WASHINGTON – The Biden administration announced on Saturday that it had reached an agreement to cut tariffs on European steel and aluminum, an agreement officials said would reduce the cost of goods such as cars and washing machines, reduce carbon emissions and help move supply chains. again.
The agreement, reached when President Biden and other world leaders meet at the Group of 20 summit in Rome, is intended to ease transatlantic trade tensions that have worsened under former President Donald J. Trump, whose administration initially introduced tariffs. Mr Biden has made it clear that he wants to improve relations with the European Union, but the agreement also seems to have been carefully planned to avoid the alienation of American unions and producers who supported Mr Biden.
It leaves some protection for the American steel and aluminum industry as it transforms the current 25% tariff on European steel and 10% tariff on aluminum into a so-called tariff quota, an arrangement that meets higher levels of imports. higher duties.
The agreement will eliminate the retaliatory tariffs imposed by the European Union on American products, including orange juice, bourbon and motorcycles. It will also prevent additional tariffs on U.S. products, which are due to take effect on December 1st.
“We fully expect this agreement to ease the supply chain and reduce cost increases as we raise 25% tariffs and increase volume,” Trade Minister Gina Raimondo said.
Ms Raimondo told a news briefing that the deal allowed the United States and the European Union to establish a framework to take into account the carbon intensity of steel and aluminum production, which could allow them to produce “cleaner” products than those made in China. .
“The lack of environmental standards in China is part of what lowers their costs, but it is also a major contributor to climate change,” Raimondo said.
Tariffs were imposed on dozens of countries, including those in the European Union, after the Trump administration found that foreign metals posed a threat to national security.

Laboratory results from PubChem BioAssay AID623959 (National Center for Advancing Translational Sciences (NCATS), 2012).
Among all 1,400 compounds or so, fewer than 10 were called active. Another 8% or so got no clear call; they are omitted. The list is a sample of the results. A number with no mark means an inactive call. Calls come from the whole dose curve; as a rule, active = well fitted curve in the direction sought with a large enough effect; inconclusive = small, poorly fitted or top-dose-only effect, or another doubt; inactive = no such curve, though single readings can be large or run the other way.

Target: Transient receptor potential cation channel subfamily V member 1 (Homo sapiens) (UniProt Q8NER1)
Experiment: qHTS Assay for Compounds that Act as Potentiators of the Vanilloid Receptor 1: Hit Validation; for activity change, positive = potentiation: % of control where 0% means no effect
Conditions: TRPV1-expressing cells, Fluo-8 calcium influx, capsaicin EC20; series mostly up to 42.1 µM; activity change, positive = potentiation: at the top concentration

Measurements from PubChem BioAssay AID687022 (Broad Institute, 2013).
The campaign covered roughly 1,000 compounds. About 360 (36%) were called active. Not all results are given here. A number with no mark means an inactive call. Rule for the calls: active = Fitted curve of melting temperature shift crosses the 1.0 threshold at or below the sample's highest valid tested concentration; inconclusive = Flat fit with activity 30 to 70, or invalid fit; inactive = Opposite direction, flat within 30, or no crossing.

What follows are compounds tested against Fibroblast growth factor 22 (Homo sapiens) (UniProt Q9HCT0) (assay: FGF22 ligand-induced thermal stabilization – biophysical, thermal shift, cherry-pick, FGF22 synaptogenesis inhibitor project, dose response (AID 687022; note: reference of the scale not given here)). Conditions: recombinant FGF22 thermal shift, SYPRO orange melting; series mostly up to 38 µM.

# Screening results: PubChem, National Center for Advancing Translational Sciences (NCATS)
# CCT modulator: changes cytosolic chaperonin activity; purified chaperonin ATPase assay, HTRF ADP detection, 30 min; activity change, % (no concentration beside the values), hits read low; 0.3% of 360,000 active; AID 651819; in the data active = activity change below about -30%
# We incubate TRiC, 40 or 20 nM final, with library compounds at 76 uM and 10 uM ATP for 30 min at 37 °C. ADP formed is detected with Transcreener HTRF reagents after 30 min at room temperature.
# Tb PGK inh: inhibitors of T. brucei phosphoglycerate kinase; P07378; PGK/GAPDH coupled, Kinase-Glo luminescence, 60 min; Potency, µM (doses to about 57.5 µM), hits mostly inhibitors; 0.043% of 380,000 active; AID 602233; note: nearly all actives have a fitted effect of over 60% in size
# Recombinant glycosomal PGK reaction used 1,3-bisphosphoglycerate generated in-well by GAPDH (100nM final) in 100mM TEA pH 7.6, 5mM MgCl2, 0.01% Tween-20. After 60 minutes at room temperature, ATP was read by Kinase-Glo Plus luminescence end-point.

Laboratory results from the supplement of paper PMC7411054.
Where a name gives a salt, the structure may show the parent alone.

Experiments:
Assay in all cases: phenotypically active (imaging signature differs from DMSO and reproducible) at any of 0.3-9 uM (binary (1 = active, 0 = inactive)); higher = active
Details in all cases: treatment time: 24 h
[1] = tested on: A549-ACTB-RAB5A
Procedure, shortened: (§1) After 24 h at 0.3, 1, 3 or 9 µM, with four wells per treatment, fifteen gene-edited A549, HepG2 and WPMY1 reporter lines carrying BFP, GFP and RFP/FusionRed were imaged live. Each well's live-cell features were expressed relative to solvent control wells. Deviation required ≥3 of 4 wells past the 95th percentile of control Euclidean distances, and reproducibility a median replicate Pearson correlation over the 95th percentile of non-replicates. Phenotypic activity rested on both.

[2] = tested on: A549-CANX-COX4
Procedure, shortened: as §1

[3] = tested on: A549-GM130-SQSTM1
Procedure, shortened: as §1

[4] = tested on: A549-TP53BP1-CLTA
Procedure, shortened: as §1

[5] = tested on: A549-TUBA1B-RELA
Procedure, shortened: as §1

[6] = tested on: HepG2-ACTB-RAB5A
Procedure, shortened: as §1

Mr Biden has promised to work more closely with Europe, which he described as a partner in efforts to combat climate change and compete with authoritarian economies such as China. However, it was under pressure from American metal producers and unions not to completely remove trade barriers that helped protect domestic industry from the overcrowding of cheap foreign metals.
Under the new conditions, the European Union will be able to ship 3.3 million metric tons of steel a year to the United States duty-free, while any quantity in excess of that would be subject to a 25 percent tariff, say people familiar with the deal. Products that were exempted from tariffs this year would also be temporarily exempted.
The agreement will also restrict products made in Europe but using steel from China, Russia, South Korea and other countries. To qualify for duty-free treatment, steel products must be entirely manufactured in the European Union.
Jake Sullivan, the president’s national security adviser, said the deal removed “one of the biggest bilateral irritants in U.S.-EU relations.”
The metal unions in the United States praised the deal, which they said would limit European exports to historically low levels. The United States imported 4.8 million metric tons of European steel in 2018, a level that fell to 3.9 million in 2019 and 2.5 million in 2020.
Thomas M. Conway, president of United Steelworkers International, said in a statement that the deal would “ensure that the U.S. domestic industry remains competitive and able to meet our security and infrastructure needs.”
Mark Duffy, executive director of the American Primary Aluminum Association, said the deal would “maintain the effectiveness” of Trump’s tariffs, “while allowing us to support further investment in the U.S. primary aluminum industry and create more U.S. aluminum jobs. ”
He said the deal would support the U.S. aluminum industry by limiting duty-free imports to historically low levels.
Other countries are still subject to U.S. tariffs, including the United Kingdom, Japan and South Korea. The U.S. Chamber of Commerce, which opposed metal tariffs, said the deal did not go far enough.
Myron Brilliant, executive vice president of the U.S. Chamber of Commerce, said the agreement would offer “some relief for U.S. producers suffering from rising steel prices and shortages, but further action is needed.”
“The United States should drop unfounded allegations that imports of metals from the United Kingdom, Japan, Korea and other close allies pose a threat to our national security – and also drop tariffs and quotas,” he said.
Katie Rogers reported from Rome.